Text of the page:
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Subject: RE: Strength training - nautilus vs free weights?

KWDreamun - 2012-03-24 5:02 AM Free weights all the way!  It takes more stabalizing muscles to use free weights, I get a better range of motion also.  Normally the machines do not fit me properly.  The final test for me is, I'm a lot more sore from using free weights than machines..that is a good thing.


This.  Provided you either study up a lot or get a competent trainer/friend to make sue you don't injure yourself with poor form.

2012-03-24 8:46 AM
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Subject: RE: Strength training - nautilus vs free weights?
Zero2Athlete - 2012-03-24 8:48 AM

KWDreamun - 2012-03-24 5:02 AM Free weights all the way!  It takes more stabalizing muscles to use free weights, I get a better range of motion also.  Normally the machines do not fit me properly.  The final test for me is, I'm a lot more sore from using free weights than machines..that is a good thing.


This.  Provided you either study up a lot or get a competent trainer/friend to make sue you don't injure yourself with poor form.

X3, versus machines/nautilus only if you have propper form. I highly recommend including HIIT type training with kettle bells, trx bands, resistance bands, for a more functional workout for triathlon purposes. Focuses more on core and multi purpose functional movements that translate better to endurance training. This is all in lieu of doing more s/b/r if you feel the need to stay on a strength-related regimen.
2012-03-25 11:31 AM
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Subject: RE: Strength training - nautilus vs free weights?

Nautilus or Free Weights??

I'd say that the best answer is simply: Yes. 

Do a mix of both.  Yes, you can do all of everything with one or the other, but they both have their positives and negatives, they each have a place... so why short change yourself with a narrow one-or-the-other view??


As for the trainer part... I'd highly recommend it.  Go talk to a good, certified trainer and tell that what your goals are, and how much time you are able to devote to it (hours per day, and days per week) and then have them put together a workout regimen for you.  

One of the best things I ever did was do exactly that with my trainer... and he created a great plan for me that met my goals.  We changed up the regimen every three months (and still do) to keep the body guessing.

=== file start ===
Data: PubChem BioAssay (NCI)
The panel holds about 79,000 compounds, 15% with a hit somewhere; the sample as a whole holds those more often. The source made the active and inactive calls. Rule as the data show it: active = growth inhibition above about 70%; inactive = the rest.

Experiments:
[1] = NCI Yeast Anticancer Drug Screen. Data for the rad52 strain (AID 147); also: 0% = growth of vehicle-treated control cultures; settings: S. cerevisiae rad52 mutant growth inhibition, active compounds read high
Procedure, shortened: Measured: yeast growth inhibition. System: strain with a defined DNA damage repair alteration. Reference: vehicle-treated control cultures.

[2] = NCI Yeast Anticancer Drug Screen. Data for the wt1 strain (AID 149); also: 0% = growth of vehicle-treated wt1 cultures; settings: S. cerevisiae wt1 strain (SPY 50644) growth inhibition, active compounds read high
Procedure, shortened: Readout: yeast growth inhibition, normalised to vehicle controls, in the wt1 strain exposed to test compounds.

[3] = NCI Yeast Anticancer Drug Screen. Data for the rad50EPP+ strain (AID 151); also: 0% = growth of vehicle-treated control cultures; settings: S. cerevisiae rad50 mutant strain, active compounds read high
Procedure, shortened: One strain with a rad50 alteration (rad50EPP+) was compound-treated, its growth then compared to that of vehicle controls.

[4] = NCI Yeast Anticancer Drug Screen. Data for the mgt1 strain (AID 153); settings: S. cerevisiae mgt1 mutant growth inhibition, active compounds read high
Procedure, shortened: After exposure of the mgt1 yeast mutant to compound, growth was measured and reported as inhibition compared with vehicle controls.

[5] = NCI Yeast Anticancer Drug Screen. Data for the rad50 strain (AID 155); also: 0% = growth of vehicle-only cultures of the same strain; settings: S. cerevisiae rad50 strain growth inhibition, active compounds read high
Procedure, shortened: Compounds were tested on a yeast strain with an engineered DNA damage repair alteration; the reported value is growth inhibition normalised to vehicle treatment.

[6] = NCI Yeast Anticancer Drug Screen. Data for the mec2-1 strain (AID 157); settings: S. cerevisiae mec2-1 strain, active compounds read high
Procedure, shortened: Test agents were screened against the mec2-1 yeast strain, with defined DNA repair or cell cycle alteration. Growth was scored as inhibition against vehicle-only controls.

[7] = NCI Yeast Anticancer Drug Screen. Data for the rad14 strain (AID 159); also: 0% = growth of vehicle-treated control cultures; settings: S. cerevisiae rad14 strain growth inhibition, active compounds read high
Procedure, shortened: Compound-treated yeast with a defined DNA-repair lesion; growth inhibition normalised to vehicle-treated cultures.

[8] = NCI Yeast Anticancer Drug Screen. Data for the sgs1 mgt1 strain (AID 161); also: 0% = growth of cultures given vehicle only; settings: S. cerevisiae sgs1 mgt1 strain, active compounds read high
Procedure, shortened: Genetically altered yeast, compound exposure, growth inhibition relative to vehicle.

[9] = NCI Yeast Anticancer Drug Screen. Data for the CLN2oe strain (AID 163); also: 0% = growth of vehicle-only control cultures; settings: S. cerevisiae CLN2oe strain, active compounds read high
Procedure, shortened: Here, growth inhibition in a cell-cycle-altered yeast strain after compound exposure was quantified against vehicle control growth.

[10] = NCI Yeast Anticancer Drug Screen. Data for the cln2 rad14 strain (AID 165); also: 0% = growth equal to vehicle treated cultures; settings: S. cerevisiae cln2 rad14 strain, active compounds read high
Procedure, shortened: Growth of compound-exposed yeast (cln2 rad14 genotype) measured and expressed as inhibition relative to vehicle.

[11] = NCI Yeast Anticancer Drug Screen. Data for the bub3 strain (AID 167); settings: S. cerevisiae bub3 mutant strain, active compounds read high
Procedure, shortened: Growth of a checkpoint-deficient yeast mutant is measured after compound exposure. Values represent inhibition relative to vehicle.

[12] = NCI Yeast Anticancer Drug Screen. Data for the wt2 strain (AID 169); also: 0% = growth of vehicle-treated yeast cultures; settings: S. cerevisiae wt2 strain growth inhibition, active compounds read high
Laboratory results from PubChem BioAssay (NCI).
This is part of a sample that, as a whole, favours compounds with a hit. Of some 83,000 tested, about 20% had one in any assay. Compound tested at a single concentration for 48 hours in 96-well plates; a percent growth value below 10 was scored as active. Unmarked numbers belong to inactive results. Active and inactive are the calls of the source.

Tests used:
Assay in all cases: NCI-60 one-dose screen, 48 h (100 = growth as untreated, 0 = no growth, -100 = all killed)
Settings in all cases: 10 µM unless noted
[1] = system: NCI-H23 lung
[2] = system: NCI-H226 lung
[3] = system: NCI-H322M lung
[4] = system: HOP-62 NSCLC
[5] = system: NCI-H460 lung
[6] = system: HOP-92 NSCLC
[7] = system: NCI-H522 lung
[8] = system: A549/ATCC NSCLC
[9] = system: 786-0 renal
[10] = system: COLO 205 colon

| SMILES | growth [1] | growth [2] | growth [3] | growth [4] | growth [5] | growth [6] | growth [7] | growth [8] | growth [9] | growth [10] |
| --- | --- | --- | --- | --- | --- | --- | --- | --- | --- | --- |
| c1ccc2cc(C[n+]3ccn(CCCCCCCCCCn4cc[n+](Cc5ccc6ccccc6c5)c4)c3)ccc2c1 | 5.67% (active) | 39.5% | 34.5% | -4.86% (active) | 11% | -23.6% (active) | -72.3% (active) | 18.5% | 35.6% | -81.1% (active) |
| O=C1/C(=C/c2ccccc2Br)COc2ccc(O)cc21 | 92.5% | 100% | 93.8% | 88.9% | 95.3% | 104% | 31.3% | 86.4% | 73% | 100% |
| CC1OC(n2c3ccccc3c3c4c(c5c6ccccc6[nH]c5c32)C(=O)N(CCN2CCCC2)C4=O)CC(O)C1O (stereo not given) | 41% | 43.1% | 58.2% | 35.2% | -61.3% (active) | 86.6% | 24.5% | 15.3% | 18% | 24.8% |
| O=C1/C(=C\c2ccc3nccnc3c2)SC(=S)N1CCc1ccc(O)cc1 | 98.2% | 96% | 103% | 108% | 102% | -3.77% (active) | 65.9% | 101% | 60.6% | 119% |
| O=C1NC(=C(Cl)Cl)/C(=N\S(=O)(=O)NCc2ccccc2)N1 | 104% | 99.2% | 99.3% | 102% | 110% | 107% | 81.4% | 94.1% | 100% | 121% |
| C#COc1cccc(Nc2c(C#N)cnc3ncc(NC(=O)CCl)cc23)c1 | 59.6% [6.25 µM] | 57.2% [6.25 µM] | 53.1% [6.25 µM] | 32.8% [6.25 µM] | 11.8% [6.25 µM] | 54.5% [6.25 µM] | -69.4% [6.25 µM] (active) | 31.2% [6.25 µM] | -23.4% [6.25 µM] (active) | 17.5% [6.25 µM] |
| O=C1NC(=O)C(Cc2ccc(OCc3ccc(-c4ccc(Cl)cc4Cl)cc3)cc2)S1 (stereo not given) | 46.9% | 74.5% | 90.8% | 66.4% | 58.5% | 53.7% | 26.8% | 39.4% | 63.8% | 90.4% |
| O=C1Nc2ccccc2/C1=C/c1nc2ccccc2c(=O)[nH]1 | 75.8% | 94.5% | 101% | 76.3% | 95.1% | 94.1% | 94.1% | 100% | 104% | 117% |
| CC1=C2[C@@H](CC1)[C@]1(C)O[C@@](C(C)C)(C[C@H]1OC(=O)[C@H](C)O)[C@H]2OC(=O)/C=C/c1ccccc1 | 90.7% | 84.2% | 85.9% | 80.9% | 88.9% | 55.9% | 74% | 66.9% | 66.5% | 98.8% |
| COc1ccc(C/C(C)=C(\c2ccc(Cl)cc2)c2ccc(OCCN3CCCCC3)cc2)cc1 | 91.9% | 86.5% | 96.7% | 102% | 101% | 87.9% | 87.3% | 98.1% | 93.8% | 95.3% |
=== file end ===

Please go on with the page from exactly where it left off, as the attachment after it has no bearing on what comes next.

As for form... hopefully, the gym you go to has trainers that are attentive enough to offer unsolicited advice on form when they see it happening.  It keeps their clients uninjured and they get more results from their workouts.  

 

 

2012-03-25 10:55 PM
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Subject: RE: Strength training - nautilus vs free weights?
cgregg - 2012-03-25 11:31 AM

As for form... hopefully, the gym you go to has trainers that are attentive enough to offer unsolicited advice on form when they see it happening.  It keeps their clients uninjured and they get more results from their workouts.  

 

During a workout with my trainer, he pointed out someone doing deadlifts and asked me,"What's he doing wrong?"  It made me cringe, it was a back problem waiting to happen.  He went over to tell him how to do it properly, but the dude blew him off.



2012-03-26 5:11 AM
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Subject: RE: Strength training - nautilus vs free weights?
I do a combination of both. I have bad shoulders so I can't use a straight bar for anything. I instead press dumbbells and then for other workouts use the fly machine. The presses definitely require better stabilizers and strengthen the core. I also have a problem with using free weights for arm workouts so I either use resistance bands or the tricep machine. I use free weights for most of my back workouts. Have fun!
2012-03-26 8:15 AM
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Subject: RE: Strength training - nautilus vs free weights?
Free weights.  There is a lot of benefit to working your stabilizer muscles.  There is a place for cable machines but the bulk of your workout should be freeweights. 
2021-04-29 10:35 AM
in reply to: Zero2Athlete


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Subject: RE: Strength training - nautilus vs free weights?
Originally posted by Zero2Athlete

KWDreamun - 2012-03-24 5:02 AM Free weights all the way!  It takes more stabalizing muscles to use free weights, I get a better range of motion also.  Normally the machines do not fit me properly.  The final test for me is, I'm a lot more sore from using free weights than machines..that is a good thing.


This.  Provided you either study up a lot or get a competent trainer/friend to make sue you don't injure yourself with poor form.


Absolutely! This is also the advice to me from the experts when I am a begginer.